The deal was sealed early morning Israel time on July 14. By mid day Prime Minister Benjamin Netanyahu had called it among other things, a “stunning, historic mistake.” He has a habit of hyperbole. Lets not forget that he also called the November 2013 Geneva agreement with Iran a “historic mistake,” too.
We in Israel should only hope that Netanyahu’s hysteria does not hurt the legitimacy of our valid concerns regarding the agreement struck between Iran and world powers over its nuclear program. Chief among these are worries about inspections of non-declared nuclear sites, especially those at Iran’s military bases.
Although the deal allows constant access to declared nuclear sites, if illegal activities are suspected to be taking place at an undeclared site, inspectors from the International Atomic Energy Agency (IAEA) will first have to ask Iran to visit that site. Once that request has been made, then a set of procedures has to be followed which could take up to 24 days before an actual inspection takes place.
Dr. Ephraim Asculai, a senior research fellow at the Tel Aviv based Institute for National Security Studies (INSS), worries about not just the 24-day process but also what precedes it.
To initiate an inspection at such a site, one must first show evidence to Iran that illegal activities are taking place there, otherwise why should Iran even consider a request for an inspection visit?
“Presenting evidence could compromise intelligence sources, something which no country will want to do” says Asculai, who worked for Israel’s Atomic Energy Commission (IAEC) for over 40 years. “This is specially true if the evidence comes from Human Intelligence Sources or electronic intercepts from organizations such as the NSA [National Security Agency].”
As for the 24-day duration of such a process, Asculai, who also served in the IAEA for six years, says: “Within that time, Iran could remove nuclear activities which do not involve nuclear material, without leaving any traces.”
To be sure, there are positive features of the current deal that could make it very difficult — in fact economically catastrophic — for Iran to decide to secretly make a weapon.
First, 96 percent of Iran’s Low Enriched Uranium (LEU) stockpile will be reduced, part of which will be sold abroad “in return for natural uranium delivered to Iran” and the rest diluted at home. Enrichment is one path to a bomb and with only 300 kilograms (660 pounds) of LEU remaining in Iran, Tehran will not have enough to make a weapon. Even if Iran does have a stockpile of undeclared LEU somewhere, if and when it decides to make a weapon, it will be easier to detect, even after the 24-day procedure required for inspection of non-declared military sites. Removal of residue from nuclear material such as uranium is very difficult; it can stay in soil and water samples for months, if not years.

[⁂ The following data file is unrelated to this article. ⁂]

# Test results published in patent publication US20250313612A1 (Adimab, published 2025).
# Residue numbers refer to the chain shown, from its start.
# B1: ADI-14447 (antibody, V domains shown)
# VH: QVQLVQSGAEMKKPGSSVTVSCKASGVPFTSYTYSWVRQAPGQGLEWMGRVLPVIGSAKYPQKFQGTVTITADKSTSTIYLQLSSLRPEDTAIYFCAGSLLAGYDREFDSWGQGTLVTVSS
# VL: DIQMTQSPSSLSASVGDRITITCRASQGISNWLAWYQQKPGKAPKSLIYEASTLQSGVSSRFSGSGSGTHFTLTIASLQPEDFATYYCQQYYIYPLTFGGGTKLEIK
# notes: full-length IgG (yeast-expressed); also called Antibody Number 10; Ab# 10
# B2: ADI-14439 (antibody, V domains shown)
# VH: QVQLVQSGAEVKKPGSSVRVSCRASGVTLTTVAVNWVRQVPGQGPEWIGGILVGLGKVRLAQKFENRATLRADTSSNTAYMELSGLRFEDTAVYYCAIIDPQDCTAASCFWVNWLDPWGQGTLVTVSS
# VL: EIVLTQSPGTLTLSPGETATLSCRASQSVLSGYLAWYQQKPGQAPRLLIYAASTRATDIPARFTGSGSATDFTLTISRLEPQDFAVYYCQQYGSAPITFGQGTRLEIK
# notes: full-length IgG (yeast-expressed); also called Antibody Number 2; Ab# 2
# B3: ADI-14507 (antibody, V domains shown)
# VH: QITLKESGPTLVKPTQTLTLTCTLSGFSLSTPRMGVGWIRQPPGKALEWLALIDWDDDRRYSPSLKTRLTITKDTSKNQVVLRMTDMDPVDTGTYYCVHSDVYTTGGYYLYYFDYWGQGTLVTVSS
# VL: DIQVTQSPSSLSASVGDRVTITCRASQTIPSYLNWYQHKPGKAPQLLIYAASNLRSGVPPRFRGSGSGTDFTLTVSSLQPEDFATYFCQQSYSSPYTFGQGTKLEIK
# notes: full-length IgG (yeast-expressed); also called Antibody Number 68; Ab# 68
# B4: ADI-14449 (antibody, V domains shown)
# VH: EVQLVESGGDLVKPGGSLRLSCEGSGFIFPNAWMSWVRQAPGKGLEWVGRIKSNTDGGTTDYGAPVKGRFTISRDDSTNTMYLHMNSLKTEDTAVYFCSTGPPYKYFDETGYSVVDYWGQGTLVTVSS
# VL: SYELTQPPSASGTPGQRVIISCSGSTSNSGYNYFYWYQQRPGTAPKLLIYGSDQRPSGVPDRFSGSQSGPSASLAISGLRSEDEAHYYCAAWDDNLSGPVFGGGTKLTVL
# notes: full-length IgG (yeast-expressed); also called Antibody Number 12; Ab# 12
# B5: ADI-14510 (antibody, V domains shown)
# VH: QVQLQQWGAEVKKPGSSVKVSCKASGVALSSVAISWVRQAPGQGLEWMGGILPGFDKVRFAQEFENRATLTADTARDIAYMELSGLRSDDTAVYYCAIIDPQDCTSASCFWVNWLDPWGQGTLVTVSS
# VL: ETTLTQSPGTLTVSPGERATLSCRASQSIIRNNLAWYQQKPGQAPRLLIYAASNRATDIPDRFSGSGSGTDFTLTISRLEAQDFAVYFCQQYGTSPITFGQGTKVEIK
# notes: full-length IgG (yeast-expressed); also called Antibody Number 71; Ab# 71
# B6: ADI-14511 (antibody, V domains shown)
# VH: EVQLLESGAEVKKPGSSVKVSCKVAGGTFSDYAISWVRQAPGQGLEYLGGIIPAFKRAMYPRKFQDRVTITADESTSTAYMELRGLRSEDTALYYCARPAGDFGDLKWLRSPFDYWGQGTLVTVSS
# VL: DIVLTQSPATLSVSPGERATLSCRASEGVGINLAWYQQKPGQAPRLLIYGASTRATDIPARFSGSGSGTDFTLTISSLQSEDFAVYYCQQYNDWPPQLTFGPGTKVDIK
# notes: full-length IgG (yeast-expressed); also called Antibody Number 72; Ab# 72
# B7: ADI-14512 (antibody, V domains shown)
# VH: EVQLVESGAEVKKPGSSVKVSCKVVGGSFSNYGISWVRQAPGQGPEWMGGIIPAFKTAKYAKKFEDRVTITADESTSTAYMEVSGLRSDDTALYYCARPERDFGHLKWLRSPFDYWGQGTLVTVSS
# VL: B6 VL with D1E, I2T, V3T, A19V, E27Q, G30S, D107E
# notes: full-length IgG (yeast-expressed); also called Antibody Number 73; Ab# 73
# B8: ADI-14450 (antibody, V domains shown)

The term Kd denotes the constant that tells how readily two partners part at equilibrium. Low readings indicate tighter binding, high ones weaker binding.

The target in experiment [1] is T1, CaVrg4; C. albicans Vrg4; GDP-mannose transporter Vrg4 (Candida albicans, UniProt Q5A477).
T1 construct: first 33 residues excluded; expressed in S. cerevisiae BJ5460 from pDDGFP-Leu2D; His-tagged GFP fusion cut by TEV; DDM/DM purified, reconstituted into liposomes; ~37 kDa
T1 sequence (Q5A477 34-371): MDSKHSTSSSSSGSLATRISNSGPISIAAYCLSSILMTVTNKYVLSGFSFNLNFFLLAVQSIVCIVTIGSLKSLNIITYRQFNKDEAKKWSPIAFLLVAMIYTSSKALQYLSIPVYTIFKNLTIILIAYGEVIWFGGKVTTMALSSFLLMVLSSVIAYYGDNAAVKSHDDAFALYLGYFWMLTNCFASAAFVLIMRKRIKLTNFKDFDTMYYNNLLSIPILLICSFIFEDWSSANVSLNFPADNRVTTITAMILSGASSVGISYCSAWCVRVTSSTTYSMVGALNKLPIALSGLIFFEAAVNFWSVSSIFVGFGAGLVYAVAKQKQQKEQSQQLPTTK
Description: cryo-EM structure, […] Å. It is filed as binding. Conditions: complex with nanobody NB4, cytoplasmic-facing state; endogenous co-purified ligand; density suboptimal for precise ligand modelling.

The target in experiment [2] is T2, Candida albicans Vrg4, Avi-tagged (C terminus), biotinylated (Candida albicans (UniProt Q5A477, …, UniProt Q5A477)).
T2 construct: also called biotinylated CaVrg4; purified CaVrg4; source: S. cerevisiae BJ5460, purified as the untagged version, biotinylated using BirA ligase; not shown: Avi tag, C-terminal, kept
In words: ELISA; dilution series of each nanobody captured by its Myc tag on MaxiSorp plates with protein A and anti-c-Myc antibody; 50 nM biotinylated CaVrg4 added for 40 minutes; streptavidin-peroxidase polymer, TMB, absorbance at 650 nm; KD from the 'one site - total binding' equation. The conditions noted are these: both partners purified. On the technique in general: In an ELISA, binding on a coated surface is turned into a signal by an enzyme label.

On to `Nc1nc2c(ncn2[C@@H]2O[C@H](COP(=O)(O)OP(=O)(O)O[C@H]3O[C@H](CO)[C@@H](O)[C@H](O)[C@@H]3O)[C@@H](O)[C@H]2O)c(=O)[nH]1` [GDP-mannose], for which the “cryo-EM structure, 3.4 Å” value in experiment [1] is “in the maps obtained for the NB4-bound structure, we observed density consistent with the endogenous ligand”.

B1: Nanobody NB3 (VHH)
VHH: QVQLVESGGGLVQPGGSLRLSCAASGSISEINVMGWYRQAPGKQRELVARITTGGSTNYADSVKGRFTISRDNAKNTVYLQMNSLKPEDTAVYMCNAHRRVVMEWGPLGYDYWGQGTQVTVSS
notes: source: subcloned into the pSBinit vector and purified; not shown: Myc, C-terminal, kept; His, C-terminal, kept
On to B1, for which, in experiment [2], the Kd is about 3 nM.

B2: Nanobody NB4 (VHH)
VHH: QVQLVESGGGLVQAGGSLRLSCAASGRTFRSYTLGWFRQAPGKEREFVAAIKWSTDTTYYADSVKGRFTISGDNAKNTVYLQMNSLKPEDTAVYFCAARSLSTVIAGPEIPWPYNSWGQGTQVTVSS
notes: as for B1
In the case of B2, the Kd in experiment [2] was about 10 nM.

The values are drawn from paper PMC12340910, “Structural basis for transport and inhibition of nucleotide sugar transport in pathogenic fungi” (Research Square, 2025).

The deal also blocks Iran’s path to a bomb via plutonium, since the Arak reactor will be removed and redesigned to produce less plutonium,if any.
In addition, the deal’s “snapback” mechanism would reimpose sanctions against Iran in 65 days, if it were to be found in breach of its commitments.
Last but not least, removal of some of the sanctions will also be conditional upon Iran answering questions about the Possible Military Dimension (PMD) of its nuclear program. This refers to allegations that Iran had until 2003 a functional military nuclear program. Iran has been playing coy with the IAEA over this matter for a number of years. However until today, clarification over PMD has not been tied to sanctions. Now that they are, Iran is very likely to resolve this matter.
The leaders of Israel have every right to voice their concerns over the current deal. Even the opposition is concerned about it. But the deal’s restrictions on Iran mean that the breakout time needed to make a nuclear weapon has been pushed back to a year. Without the deal it would be two to three months.
Israel should be just as concerned, if not more, with improving U.S. relations and modifying its expectations. There is so much mistrust of the Obama administration’s Iran policy and the latest Iran agreement that Netanyahu has publicly declared that “Israel is not bound by the agreement.” Israel’s ambassador Ron Dermer has been cut off from the White House — an unprecedented move in contemporary US-Israel relations. This impasse must change. Senior U.S. and Israeli government officials must meet at the earliest opportunity to resolve differences and to come up with a common strategy to address any potential future threats posed by Iran.
It was completely unrealistic for Netanyahu to demand that Iran give up its entire nuclear program. The opposition is also guilty of having unrealistic expectations, for instance, about Iran’s funding of Israel’s enemies. How could any deal aimed at stopping Iranian financial support to Hezbollah and Syrian President Bashar al-Assad be verifiable? Also, when it comes to support for Hezbollah, Iran spends $200 million a year on the organization. Last year, Iran’s official budget was $294 billion. Help for Hezbollah was a mere .07 percent of the funds available to it. Even without the sanctions, Iran could still support Hezbollah.
Meanwhile the leaders of Iran must also think about their actions. It would be unfair and inaccurate to say all Israelis and Jewish diaspora members who oppose a deal with Iran do so because they want war. After the Holocaust, Jews are very sensitive towards anyone who uses eliminationist terms against them. Iranian regime’s constant calls for Israel to be wiped off the face of the map touches this very fear, and creates a strong reaction. Therefore even after a deal, even if Iran abides by all of its commitments, as long as the Iranian regime continues to call for the elimination of Israel, a majority of diaspora Jews and Israelis will distrust anything Tehran does, and will try to counter it in the halls of Congress.